Battery technology charges ahead

New research suggests that the price of lithium-ion batteries could fall dramatically by 2020, creating conditions for the widespread adoption of electrified vehicles in some markets.

Russell Hensley, John Newman, and Matt Rogers
McKinsey Quarterly
Battery technology charges ahead

Most experts agree that prices for energy storage will fall in coming years, but disagree over how far and how quickly. This is an important debate because a significant drop in battery prices could have wide-ranging effects across industries and society itself. In particular, cheaper batteries could enable the broader adoption of electrified vehicles, potentially disrupting the transportation, power, and petroleum sectors.


To inform the debate, we developed a detailed, bottom-up “should cost” model that estimates how automotive lithium-ion battery prices could evolve through 2025. Our analysis indicates that the price of a complete automotive lithium-ion battery pack could fall from $500 to $600 per kilowatt hour (kWh) today to about $200 per kWh by 2020 and to about $160 per kWh by 2025. In the United States, with gasoline prices at or above $3.50 a gallon, automakers that acquire batteries at prices below $250 per kWh could offer electrified vehicles competitively, on a total-cost-of-ownership basis, with vehicles powered by advanced internal-combustion engines (...)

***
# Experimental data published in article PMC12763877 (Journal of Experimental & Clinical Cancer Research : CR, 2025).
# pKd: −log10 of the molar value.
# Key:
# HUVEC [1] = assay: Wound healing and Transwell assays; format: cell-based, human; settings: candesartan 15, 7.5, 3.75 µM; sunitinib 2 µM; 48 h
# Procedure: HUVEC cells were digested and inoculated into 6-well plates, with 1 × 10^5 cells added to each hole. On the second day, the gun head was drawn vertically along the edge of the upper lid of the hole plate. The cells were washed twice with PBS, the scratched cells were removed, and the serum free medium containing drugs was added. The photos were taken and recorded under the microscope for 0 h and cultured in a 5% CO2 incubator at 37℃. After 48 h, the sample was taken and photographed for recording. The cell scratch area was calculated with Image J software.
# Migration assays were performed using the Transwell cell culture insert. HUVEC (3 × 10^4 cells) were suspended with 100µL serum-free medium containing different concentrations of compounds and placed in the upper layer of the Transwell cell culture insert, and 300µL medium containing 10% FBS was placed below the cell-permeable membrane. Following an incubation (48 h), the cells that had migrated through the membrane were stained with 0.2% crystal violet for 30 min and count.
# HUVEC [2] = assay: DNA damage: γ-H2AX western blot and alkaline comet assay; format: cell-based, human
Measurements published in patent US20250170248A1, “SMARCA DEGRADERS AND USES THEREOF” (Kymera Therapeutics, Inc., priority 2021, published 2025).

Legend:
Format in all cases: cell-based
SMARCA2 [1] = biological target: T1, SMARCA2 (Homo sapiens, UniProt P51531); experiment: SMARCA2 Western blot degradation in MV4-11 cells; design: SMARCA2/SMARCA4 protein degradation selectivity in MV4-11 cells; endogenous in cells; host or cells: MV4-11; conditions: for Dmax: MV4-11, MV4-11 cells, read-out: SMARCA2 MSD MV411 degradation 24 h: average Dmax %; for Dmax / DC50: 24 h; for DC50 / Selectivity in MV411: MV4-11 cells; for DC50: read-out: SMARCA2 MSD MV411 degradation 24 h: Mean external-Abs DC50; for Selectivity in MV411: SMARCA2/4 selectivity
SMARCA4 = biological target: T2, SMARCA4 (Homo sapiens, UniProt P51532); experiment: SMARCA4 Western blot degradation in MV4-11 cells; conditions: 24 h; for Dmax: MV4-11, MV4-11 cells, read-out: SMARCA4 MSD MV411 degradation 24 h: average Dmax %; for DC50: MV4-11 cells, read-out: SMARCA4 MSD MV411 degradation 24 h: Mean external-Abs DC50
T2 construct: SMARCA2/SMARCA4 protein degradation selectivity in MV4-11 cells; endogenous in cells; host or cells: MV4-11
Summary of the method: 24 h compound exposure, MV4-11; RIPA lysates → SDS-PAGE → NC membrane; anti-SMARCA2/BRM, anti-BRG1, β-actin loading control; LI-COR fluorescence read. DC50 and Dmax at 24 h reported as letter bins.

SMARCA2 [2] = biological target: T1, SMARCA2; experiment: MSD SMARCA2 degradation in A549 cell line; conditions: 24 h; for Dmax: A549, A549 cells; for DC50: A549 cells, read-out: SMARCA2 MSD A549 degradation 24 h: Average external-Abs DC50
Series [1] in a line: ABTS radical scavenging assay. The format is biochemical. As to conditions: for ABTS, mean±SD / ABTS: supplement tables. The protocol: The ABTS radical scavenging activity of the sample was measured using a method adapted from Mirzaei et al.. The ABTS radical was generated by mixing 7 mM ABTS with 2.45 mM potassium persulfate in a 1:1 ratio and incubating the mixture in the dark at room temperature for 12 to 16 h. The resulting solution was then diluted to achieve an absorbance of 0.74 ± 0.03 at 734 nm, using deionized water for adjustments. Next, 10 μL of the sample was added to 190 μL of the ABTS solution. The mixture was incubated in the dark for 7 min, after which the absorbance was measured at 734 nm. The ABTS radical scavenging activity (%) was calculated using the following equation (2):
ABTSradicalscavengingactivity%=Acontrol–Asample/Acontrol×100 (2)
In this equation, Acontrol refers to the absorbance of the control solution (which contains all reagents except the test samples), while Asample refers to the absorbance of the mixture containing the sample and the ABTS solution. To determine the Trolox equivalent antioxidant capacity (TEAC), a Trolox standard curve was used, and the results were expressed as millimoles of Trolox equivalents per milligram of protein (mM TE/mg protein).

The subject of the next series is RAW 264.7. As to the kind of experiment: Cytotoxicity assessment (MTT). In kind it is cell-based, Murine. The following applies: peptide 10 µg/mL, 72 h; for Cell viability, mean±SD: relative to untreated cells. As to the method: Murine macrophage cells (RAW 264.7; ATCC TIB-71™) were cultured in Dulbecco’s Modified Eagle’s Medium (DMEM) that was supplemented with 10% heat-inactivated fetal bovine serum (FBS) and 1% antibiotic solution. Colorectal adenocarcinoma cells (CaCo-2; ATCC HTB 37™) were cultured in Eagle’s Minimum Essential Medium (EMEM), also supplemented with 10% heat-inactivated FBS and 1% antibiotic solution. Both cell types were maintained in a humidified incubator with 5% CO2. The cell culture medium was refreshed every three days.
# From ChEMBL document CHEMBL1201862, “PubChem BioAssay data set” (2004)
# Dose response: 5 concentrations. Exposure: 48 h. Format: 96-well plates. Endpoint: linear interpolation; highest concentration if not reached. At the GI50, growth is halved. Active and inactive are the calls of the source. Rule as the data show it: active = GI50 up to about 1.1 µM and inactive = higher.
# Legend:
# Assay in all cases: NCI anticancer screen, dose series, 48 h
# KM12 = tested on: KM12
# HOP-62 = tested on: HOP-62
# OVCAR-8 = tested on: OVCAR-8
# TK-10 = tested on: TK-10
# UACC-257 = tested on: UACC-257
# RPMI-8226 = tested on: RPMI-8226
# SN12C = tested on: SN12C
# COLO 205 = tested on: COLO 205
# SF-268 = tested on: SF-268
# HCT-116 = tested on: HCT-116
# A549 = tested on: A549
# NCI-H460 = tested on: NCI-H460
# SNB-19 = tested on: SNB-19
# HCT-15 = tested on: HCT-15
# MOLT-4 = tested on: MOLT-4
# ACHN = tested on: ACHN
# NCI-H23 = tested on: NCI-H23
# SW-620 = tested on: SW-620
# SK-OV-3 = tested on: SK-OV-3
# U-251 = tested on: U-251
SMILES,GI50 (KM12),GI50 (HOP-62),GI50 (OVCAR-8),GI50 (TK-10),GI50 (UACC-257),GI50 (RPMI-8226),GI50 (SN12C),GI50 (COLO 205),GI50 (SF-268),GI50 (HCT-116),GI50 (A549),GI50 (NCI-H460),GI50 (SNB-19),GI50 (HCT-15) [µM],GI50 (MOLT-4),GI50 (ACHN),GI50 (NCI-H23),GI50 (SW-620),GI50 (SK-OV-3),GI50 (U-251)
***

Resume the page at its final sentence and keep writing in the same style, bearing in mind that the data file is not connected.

Battery technology charges ahead

Contributi affini

01/03/2014 - Are you ready for the resource revolution?

Meeting increasing global demand requires dramatically improving resource productivity.[...]
Stefan Heck, Matt Rogers
McKinsey Quarterly

01/01/2012 - Five technologies to watch

Innovation in energy technology is taking place rapidly. Five technologies you may[...]
Matt Rogers
McKinsey Quarterly

11/05/2010 - Addio carbone, olio, gas: l'Ue punti sulle rinnovabili

McKinsey e Price Waterhouse: pulita nel 2050 tutta l'energia europea. L'ultimo studio[...]
Barbara Corrao
Il Messaggero